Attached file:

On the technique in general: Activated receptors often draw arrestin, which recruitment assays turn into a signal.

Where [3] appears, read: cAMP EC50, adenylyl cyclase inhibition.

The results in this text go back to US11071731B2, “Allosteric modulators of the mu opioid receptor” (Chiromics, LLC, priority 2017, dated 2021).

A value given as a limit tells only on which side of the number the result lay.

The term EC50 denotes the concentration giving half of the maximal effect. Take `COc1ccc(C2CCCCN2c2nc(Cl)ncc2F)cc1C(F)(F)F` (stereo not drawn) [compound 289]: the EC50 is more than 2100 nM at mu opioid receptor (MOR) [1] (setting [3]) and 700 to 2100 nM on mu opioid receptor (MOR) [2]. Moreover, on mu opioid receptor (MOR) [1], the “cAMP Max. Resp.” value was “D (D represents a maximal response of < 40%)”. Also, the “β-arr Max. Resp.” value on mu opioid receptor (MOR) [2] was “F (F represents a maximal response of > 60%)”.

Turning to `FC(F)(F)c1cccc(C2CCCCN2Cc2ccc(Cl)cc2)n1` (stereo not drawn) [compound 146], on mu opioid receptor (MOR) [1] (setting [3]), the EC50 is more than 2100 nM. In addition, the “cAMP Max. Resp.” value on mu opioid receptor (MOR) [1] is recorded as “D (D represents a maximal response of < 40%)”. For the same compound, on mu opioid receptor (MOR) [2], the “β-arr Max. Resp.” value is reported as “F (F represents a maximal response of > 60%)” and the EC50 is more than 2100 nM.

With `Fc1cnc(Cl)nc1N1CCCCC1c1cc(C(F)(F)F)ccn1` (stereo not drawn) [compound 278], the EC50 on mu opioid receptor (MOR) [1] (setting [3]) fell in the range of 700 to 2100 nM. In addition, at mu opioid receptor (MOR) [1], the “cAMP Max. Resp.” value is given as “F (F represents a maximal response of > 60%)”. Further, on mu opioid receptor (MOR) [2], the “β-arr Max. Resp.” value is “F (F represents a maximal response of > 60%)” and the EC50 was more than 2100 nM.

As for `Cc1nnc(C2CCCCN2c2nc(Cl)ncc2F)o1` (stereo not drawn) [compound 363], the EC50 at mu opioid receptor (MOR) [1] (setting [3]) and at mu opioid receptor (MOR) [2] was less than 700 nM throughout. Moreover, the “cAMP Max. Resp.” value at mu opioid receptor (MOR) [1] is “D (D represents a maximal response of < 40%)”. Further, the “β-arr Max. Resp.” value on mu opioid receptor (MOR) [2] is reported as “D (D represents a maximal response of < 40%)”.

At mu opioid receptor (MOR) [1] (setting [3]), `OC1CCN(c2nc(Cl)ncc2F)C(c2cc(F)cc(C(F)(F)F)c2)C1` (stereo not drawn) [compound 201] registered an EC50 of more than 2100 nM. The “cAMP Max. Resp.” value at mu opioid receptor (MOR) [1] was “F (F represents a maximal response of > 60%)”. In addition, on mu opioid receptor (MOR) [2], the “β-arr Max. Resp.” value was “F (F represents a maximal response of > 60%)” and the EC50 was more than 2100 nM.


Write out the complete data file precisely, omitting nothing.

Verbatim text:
On the technique in general: Activated receptors often draw arrestin, which recruitment assays turn into a signal.

Where [3] appears, read: cAMP EC50, adenylyl cyclase inhibition.

The results in this text go back to US11071731B2, “Allosteric modulators of the mu opioid receptor” (Chiromics, LLC, priority 2017, dated 2021).

A value given as a limit tells only on which side of the number the result lay.

The term EC50 denotes the concentration giving half of the maximal effect. Take `COc1ccc(C2CCCCN2c2nc(Cl)ncc2F)cc1C(F)(F)F` (stereo not drawn) [compound 289]: the EC50 is more than 2100 nM at mu opioid receptor (MOR) [1] (setting [3]) and 700 to 2100 nM on mu opioid receptor (MOR) [2]. Moreover, on mu opioid receptor (MOR) [1], the “cAMP Max. Resp.” value was “D (D represents a maximal response of < 40%)”. Also, the “β-arr Max. Resp.” value on mu opioid receptor (MOR) [2] was “F (F represents a maximal response of > 60%)”.

Turning to `FC(F)(F)c1cccc(C2CCCCN2Cc2ccc(Cl)cc2)n1` (stereo not drawn) [compound 146], on mu opioid receptor (MOR) [1] (setting [3]), the EC50 is more than 2100 nM. In addition, the “cAMP Max. Resp.” value on mu opioid receptor (MOR) [1] is recorded as “D (D represents a maximal response of < 40%)”. For the same compound, on mu opioid receptor (MOR) [2], the “β-arr Max. Resp.” value is reported as “F (F represents a maximal response of > 60%)” and the EC50 is more than 2100 nM.

With `Fc1cnc(Cl)nc1N1CCCCC1c1cc(C(F)(F)F)ccn1` (stereo not drawn) [compound 278], the EC50 on mu opioid receptor (MOR) [1] (setting [3]) fell in the range of 700 to 2100 nM. In addition, at mu opioid receptor (MOR) [1], the “cAMP Max. Resp.” value is given as “F (F represents a maximal response of > 60%)”. Further, on mu opioid receptor (MOR) [2], the “β-arr Max. Resp.” value is “F (F represents a maximal response of > 60%)” and the EC50 was more than 2100 nM.

As for `Cc1nnc(C2CCCCN2c2nc(Cl)ncc2F)o1` (stereo not drawn) [compound 363], the EC50 at mu opioid receptor (MOR) [1] (setting [3]) and at mu opioid receptor (MOR) [2] was less than 700 nM throughout. Moreover, the “cAMP Max. Resp.” value at mu opioid receptor (MOR) [1] is “D (D represents a maximal response of < 40%)”. Further, the “β-arr Max. Resp.” value on mu opioid receptor (MOR) [2] is reported as “D (D represents a maximal response of < 40%)”.

At mu opioid receptor (MOR) [1] (setting [3]), `OC1CCN(c2nc(Cl)ncc2F)C(c2cc(F)cc(C(F)(F)F)c2)C1` (stereo not drawn) [compound 201] registered an EC50 of more than 2100 nM. The “cAMP Max. Resp.” value at mu opioid receptor (MOR) [1] was “F (F represents a maximal response of > 60%)”. In addition, on mu opioid receptor (MOR) [2], the “β-arr Max. Resp.” value was “F (F represents a maximal response of > 60%)” and the EC50 was more than 2100 nM.